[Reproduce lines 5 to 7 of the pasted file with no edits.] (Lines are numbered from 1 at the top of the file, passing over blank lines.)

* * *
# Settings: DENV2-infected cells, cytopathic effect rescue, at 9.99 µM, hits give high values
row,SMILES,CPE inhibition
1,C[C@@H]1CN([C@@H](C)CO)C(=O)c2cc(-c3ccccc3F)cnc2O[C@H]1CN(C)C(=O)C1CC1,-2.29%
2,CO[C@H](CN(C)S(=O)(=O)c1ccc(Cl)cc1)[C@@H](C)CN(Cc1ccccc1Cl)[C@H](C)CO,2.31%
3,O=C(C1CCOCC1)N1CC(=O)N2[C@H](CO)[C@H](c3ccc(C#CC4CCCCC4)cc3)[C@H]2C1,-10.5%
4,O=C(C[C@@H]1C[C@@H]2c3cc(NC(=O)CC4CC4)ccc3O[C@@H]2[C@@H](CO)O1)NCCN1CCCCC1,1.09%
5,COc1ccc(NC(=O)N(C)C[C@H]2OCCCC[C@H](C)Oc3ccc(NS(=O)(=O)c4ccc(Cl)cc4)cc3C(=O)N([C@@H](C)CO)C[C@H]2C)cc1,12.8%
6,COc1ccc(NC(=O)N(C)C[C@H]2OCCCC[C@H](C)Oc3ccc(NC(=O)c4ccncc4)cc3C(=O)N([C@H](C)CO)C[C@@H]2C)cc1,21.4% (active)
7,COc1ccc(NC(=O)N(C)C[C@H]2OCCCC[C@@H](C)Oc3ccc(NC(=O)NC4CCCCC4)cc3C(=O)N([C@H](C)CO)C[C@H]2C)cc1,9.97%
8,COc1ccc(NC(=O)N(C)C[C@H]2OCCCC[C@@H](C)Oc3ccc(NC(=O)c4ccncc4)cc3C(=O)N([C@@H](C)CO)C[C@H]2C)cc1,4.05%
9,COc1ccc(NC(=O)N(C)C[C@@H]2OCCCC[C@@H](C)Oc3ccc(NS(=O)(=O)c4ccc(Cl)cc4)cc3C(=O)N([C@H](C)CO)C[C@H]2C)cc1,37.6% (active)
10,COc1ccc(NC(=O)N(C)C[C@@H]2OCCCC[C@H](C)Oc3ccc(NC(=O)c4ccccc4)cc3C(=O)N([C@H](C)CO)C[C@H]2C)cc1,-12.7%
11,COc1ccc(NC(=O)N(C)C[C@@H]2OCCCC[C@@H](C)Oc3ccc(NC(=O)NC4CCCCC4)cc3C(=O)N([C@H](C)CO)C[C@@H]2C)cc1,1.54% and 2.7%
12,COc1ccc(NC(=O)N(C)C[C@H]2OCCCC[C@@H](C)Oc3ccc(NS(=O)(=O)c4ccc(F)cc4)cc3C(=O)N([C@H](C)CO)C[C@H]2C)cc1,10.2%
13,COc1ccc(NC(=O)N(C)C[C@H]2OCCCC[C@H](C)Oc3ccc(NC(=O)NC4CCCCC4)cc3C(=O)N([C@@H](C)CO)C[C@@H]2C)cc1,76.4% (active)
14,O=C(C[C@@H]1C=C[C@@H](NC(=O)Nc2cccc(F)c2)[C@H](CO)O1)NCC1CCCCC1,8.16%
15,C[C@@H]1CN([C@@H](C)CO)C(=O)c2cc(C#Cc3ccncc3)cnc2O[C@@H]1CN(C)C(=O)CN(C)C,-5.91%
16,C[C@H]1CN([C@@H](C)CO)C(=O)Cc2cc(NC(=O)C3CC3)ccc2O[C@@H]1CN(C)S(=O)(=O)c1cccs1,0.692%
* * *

3,O=C(C1CCOCC1)N1CC(=O)N2[C@H](CO)[C@H](c3ccc(C#CC4CCCCC4)cc3)[C@H]2C1,-10.5%
4,O=C(C[C@@H]1C[C@@H]2c3cc(NC(=O)CC4CC4)ccc3O[C@@H]2[C@@H](CO)O1)NCCN1CCCCC1,1.09%
5,COc1ccc(NC(=O)N(C)C[C@H]2OCCCC[C@H](C)Oc3ccc(NS(=O)(=O)c4ccc(Cl)cc4)cc3C(=O)N([C@@H](C)CO)C[C@H]2C)cc1,12.8%